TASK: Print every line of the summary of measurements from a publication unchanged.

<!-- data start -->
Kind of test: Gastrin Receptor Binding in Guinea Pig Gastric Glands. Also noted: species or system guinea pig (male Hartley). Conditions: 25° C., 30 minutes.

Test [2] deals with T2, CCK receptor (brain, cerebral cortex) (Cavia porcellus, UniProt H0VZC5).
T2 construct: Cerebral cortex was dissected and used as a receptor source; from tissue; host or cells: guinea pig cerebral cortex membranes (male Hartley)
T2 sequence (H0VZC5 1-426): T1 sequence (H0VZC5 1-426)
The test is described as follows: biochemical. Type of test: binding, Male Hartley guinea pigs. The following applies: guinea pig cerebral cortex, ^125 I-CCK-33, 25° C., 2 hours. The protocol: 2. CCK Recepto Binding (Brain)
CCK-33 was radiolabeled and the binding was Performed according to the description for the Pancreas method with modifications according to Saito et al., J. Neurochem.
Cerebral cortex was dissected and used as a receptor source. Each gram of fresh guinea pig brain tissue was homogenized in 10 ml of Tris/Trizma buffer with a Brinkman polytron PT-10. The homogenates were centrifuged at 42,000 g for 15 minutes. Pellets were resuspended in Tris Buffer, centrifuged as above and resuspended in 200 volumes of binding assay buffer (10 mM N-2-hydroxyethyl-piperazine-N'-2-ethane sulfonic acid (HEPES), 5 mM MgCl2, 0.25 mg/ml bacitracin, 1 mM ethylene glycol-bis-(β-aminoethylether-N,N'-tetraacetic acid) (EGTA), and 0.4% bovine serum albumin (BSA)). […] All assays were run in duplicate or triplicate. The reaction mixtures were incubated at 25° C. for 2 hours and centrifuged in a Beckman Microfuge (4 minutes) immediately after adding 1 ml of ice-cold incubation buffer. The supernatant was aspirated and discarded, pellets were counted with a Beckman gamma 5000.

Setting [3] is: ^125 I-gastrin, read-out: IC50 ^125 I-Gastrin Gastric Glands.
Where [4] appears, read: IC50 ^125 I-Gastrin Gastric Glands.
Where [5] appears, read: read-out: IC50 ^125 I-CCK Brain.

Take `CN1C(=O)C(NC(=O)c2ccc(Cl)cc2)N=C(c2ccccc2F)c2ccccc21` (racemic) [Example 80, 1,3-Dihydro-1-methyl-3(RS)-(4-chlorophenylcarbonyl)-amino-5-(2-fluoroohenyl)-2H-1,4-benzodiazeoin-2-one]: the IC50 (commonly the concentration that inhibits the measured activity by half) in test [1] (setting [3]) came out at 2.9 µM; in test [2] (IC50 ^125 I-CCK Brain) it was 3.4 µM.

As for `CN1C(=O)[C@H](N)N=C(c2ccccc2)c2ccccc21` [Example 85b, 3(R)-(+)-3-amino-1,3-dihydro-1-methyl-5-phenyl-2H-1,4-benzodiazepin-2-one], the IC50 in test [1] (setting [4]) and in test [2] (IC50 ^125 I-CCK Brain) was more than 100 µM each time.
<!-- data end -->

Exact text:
Kind of test: Gastrin Receptor Binding in Guinea Pig Gastric Glands. Also noted: species or system guinea pig (male Hartley). Conditions: 25° C., 30 minutes.

Test [2] deals with T2, CCK receptor (brain, cerebral cortex) (Cavia porcellus, UniProt H0VZC5).
T2 construct: Cerebral cortex was dissected and used as a receptor source; from tissue; host or cells: guinea pig cerebral cortex membranes (male Hartley)
T2 sequence (H0VZC5 1-426): T1 sequence (H0VZC5 1-426)
The test is described as follows: biochemical. Type of test: binding, Male Hartley guinea pigs. The following applies: guinea pig cerebral cortex, ^125 I-CCK-33, 25° C., 2 hours. The protocol: 2. CCK Recepto Binding (Brain)
CCK-33 was radiolabeled and the binding was Performed according to the description for the Pancreas method with modifications according to Saito et al., J. Neurochem.
Cerebral cortex was dissected and used as a receptor source. Each gram of fresh guinea pig brain tissue was homogenized in 10 ml of Tris/Trizma buffer with a Brinkman polytron PT-10. The homogenates were centrifuged at 42,000 g for 15 minutes. Pellets were resuspended in Tris Buffer, centrifuged as above and resuspended in 200 volumes of binding assay buffer (10 mM N-2-hydroxyethyl-piperazine-N'-2-ethane sulfonic acid (HEPES), 5 mM MgCl2, 0.25 mg/ml bacitracin, 1 mM ethylene glycol-bis-(β-aminoethylether-N,N'-tetraacetic acid) (EGTA), and 0.4% bovine serum albumin (BSA)). […] All assays were run in duplicate or triplicate. The reaction mixtures were incubated at 25° C. for 2 hours and centrifuged in a Beckman Microfuge (4 minutes) immediately after adding 1 ml of ice-cold incubation buffer. The supernatant was aspirated and discarded, pellets were counted with a Beckman gamma 5000.

Setting [3] is: ^125 I-gastrin, read-out: IC50 ^125 I-Gastrin Gastric Glands.
Where [4] appears, read: IC50 ^125 I-Gastrin Gastric Glands.
Where [5] appears, read: read-out: IC50 ^125 I-CCK Brain.

Take `CN1C(=O)C(NC(=O)c2ccc(Cl)cc2)N=C(c2ccccc2F)c2ccccc21` (racemic) [Example 80, 1,3-Dihydro-1-methyl-3(RS)-(4-chlorophenylcarbonyl)-amino-5-(2-fluoroohenyl)-2H-1,4-benzodiazeoin-2-one]: the IC50 (commonly the concentration that inhibits the measured activity by half) in test [1] (setting [3]) came out at 2.9 µM; in test [2] (IC50 ^125 I-CCK Brain) it was 3.4 µM.

As for `CN1C(=O)[C@H](N)N=C(c2ccccc2)c2ccccc21` [Example 85b, 3(R)-(+)-3-amino-1,3-dihydro-1-methyl-5-phenyl-2H-1,4-benzodiazepin-2-one], the IC50 in test [1] (setting [4]) and in test [2] (IC50 ^125 I-CCK Brain) was more than 100 µM each time.